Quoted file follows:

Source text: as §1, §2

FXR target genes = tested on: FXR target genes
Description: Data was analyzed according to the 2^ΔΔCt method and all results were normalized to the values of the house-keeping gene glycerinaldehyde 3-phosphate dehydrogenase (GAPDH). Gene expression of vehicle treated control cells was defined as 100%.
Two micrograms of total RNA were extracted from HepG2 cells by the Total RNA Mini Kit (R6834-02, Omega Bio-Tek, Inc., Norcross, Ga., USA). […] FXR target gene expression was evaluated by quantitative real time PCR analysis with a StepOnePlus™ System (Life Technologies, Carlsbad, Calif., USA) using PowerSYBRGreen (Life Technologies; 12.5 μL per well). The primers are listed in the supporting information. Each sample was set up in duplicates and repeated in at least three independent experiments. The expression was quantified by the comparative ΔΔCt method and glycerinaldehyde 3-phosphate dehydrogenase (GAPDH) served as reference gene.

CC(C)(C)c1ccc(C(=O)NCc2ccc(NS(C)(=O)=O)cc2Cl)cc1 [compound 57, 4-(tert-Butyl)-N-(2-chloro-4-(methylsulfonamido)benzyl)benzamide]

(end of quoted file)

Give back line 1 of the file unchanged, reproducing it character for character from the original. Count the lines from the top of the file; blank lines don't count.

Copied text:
Source text: as §1, §2